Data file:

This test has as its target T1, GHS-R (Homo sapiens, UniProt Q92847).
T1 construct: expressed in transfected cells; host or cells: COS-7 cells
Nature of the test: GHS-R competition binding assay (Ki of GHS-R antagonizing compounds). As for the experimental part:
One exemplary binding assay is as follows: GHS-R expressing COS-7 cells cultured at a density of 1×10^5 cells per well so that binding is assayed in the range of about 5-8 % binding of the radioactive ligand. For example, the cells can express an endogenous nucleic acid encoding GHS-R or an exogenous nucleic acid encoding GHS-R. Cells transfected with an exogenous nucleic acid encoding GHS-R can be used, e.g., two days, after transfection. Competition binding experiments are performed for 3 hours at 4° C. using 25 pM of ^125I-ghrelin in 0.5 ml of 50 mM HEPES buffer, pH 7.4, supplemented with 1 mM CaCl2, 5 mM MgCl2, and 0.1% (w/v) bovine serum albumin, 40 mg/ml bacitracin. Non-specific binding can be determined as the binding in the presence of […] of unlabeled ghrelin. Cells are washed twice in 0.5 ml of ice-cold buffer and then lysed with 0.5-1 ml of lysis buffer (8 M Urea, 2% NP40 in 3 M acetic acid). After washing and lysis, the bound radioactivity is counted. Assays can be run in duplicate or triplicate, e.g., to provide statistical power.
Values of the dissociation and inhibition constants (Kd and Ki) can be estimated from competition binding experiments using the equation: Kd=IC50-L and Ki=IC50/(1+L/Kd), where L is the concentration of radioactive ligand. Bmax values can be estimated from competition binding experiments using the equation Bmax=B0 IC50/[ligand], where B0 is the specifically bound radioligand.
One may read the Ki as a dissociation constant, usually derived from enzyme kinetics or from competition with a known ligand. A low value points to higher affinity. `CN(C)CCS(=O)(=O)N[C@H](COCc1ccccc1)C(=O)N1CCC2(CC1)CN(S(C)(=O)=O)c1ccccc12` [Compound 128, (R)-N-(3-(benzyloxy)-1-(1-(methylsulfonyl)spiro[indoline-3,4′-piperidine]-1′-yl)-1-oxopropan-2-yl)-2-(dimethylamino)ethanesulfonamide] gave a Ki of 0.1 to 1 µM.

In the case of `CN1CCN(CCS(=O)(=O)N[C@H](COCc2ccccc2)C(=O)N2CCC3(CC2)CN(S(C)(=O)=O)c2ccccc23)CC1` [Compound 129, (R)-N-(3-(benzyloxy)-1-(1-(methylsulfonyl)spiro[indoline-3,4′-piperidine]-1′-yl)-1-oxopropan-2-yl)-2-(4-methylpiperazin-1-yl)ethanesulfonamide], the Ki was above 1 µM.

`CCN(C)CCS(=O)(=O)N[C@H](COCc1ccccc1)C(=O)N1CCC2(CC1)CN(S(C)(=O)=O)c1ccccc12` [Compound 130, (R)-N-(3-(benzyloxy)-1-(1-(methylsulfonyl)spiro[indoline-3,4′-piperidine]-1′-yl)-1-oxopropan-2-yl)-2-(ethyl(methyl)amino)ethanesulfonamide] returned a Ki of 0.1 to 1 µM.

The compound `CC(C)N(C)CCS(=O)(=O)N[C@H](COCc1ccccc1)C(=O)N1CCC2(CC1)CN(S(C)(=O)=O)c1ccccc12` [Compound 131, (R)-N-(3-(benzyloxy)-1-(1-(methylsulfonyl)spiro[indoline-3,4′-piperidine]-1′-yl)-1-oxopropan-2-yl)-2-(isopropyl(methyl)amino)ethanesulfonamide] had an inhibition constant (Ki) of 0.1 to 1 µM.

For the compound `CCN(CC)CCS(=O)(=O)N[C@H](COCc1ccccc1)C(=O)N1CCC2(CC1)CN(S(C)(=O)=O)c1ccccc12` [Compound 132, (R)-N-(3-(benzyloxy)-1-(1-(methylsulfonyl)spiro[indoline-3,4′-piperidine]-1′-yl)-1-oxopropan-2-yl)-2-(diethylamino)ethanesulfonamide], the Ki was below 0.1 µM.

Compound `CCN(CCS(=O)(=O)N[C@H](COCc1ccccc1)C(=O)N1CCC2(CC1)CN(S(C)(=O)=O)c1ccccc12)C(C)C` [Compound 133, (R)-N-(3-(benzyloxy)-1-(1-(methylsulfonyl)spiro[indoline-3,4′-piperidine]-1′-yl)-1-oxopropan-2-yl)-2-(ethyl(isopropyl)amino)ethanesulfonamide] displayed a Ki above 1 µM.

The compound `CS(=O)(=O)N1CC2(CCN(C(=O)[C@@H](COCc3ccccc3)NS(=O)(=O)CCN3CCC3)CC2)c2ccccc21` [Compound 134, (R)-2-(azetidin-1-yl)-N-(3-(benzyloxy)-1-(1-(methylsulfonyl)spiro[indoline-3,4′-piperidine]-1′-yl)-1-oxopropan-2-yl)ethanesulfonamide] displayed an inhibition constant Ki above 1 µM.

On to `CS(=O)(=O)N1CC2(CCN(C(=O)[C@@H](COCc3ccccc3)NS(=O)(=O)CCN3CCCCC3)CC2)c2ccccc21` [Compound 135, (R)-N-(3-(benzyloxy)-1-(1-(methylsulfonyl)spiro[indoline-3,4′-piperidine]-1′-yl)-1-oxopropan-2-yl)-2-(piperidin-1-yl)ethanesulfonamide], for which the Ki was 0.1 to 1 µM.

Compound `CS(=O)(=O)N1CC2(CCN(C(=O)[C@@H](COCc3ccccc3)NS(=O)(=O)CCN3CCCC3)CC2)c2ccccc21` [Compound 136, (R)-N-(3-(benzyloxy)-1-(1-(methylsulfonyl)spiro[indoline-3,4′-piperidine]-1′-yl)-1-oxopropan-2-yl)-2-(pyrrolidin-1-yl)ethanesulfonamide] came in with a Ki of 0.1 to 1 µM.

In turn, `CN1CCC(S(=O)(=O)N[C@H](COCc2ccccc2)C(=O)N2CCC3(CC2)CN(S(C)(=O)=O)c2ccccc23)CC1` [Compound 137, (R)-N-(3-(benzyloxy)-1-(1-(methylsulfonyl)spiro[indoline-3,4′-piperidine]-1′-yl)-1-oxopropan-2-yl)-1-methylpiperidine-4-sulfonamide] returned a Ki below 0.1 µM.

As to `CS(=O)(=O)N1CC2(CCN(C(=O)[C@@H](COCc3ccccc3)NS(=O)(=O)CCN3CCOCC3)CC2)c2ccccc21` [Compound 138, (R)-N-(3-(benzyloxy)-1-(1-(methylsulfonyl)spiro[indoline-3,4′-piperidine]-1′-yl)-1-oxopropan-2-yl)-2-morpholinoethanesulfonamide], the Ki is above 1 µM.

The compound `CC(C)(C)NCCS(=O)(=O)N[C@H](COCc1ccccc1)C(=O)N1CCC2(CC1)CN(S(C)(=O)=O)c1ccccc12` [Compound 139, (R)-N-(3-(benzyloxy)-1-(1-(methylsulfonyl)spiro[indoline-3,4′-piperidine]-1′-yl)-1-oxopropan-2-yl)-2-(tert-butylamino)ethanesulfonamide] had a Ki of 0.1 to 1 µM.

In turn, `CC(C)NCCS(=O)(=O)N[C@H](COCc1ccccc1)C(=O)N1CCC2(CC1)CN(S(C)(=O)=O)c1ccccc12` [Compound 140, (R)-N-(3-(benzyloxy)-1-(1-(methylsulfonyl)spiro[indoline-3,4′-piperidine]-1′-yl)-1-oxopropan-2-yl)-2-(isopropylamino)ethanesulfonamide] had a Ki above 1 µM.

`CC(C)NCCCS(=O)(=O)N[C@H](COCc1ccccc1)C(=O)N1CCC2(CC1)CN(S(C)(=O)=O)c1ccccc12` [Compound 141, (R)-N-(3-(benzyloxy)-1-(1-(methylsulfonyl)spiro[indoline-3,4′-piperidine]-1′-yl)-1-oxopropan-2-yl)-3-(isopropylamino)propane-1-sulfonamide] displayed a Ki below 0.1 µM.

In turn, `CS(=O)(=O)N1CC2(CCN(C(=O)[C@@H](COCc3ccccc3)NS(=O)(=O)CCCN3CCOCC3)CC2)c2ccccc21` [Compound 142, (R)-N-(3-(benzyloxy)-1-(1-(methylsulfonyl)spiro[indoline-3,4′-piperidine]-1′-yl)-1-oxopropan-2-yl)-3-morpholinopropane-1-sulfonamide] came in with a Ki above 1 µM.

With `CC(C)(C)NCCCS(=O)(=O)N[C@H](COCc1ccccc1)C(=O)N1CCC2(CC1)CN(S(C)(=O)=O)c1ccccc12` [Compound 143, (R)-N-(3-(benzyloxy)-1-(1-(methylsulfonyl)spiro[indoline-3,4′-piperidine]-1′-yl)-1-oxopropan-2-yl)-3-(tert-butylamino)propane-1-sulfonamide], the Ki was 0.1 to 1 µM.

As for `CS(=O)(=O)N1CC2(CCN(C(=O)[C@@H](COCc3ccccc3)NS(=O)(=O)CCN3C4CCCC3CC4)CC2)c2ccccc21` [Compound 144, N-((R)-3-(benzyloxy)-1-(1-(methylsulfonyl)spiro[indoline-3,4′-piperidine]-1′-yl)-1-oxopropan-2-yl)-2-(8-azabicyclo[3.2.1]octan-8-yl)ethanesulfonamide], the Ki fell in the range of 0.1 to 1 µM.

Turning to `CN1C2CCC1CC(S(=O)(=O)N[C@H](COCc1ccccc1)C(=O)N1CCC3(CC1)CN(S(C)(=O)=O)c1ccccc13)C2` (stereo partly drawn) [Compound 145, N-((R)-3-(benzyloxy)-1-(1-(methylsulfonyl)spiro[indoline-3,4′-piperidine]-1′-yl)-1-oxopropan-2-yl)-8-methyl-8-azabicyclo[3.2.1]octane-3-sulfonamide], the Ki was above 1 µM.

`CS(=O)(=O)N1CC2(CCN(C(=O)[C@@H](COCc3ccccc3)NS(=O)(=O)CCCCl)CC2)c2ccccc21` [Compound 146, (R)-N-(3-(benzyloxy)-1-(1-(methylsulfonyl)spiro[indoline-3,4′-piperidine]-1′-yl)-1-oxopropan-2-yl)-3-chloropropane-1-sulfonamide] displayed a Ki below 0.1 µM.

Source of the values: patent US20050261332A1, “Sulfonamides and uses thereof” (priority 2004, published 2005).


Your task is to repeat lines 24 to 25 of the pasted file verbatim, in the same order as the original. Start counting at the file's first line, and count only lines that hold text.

`CS(=O)(=O)N1CC2(CCN(C(=O)[C@@H](COCc3ccccc3)NS(=O)(=O)CCCCl)CC2)c2ccccc21` [Compound 146, (R)-N-(3-(benzyloxy)-1-(1-(methylsulfonyl)spiro[indoline-3,4′-piperidine]-1′-yl)-1-oxopropan-2-yl)-3-chloropropane-1-sulfonamide] displayed a Ki below 0.1 µM.

Source of the values: patent US20050261332A1, “Sulfonamides and uses thereof” (priority 2004, published 2005).